SWINDLE COLUMN: Remembering the Oak Park Man – LaGrange Daily News


A child was born on July 21, 1899, in Oak Park, Illinois who would later have a significant impact on the world.

This morning I had the opportunity to interview a most gracious man who is now 81 years old. Gene was 18 when he met the man from Oak Park. The first time Gene met him, the man from Oak Park was arriving at Fort Pierce with a boat full of fish. The man had been at sea for days.

When he arrived, he was sharing his catch with his friends, family and an 18-year-old boy from Columbus, Georgia. The fish fry at sunset in the Caribbean had to be a sight to behold.

At the time, the man was well into his 50s and had survived more near-death experiences than anyone I have heard of.

Gene was in Key West looking for money which often washed up on the beach. This money came from Spanish treasure ships in the 1500s, when a ship sank due to hurricanes, poor shipbuilding, and / or occasional fighting.

Who was this Oak Park man from the sea?

He was an expert fisherman, big game hunter, and had the same interest as Gene, the treasure hunt. In the early 1930s, he spent his winters in Key West and his summers in Wyoming, where he discovered “the most beautiful country he had seen in the American West” and hunted deer, elk and grizzly bears.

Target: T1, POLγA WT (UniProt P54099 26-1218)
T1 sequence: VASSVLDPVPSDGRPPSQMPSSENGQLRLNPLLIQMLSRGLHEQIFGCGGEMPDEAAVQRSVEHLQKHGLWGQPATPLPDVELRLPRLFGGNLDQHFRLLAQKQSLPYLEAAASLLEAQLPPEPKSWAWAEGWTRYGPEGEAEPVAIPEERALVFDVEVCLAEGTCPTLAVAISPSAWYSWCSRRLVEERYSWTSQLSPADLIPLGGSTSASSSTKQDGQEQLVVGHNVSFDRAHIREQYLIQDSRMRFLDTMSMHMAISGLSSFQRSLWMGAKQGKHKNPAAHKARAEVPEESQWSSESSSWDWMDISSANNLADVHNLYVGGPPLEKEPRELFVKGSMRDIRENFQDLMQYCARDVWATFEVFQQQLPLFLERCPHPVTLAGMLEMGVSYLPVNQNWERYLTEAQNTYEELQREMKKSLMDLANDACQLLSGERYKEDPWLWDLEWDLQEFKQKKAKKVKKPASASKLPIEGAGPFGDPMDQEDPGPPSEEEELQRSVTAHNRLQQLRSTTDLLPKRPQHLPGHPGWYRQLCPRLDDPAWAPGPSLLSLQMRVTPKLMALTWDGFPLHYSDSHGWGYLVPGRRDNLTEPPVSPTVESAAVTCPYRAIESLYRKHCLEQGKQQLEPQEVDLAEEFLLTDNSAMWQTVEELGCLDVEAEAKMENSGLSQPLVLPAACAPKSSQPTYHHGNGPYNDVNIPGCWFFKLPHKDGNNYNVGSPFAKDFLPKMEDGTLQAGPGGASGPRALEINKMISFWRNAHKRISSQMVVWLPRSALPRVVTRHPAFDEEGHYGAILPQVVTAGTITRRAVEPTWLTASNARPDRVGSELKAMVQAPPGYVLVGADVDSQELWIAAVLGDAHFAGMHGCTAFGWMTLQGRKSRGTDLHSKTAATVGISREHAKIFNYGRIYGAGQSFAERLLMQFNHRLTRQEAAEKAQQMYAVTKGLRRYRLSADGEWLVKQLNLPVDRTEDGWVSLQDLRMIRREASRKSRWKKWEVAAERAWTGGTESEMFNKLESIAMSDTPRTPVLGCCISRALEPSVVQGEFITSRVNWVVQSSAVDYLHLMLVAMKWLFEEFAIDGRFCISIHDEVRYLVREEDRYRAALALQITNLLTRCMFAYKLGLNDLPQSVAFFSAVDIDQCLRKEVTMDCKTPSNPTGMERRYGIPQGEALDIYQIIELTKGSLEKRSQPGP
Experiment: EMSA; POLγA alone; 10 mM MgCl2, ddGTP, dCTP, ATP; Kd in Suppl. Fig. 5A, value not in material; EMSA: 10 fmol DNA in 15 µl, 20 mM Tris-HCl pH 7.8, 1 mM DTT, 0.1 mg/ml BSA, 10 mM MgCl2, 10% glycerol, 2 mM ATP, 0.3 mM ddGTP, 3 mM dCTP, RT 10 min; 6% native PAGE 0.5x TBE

However, his greatest adventure came after seeing the green hills of Africa and hunting the Serengeti.

Before these events happened, his life would change in December 1917, after being rejected by the US military for poor eyesight. He responded to this disappointment by signing up for a Red Cross recruiting effort and enlisting as an ambulance driver in Italy. During World War I, the Italians switched sides and declared war on their longtime enemy; Austria-Hungary, a German ally. In May 1918, he left New York and arrived in Paris when the city was bombarded by German artillery.

The Italian military campaign provided material for his book, Green Hills of Africa, as well as for the short story, “The Snows of Kilimanjaro”.

On July 8, he was seriously injured by mortar fire. Despite his injuries, he helped the Italian soldiers to safety. He was still only 18 at the time. He later said of the incident, “When you go to war as a boy, you have a great illusion of immortality. Other people are killed; not you.”

This statement would turn out to be a worrying prediction. He will eventually die from a self-inflicted gunshot wound. Her father, brother and sister also committed suicide. Despite this, he will be remembered as the greatest writer in the world.

When Gene, 18, saw him, with his long-brimmed fishing hat, approaching the shore, he knew there was something special and unique about him.

But, he wouldn’t have imagined the impact Ernest Hemingway would have on the world.


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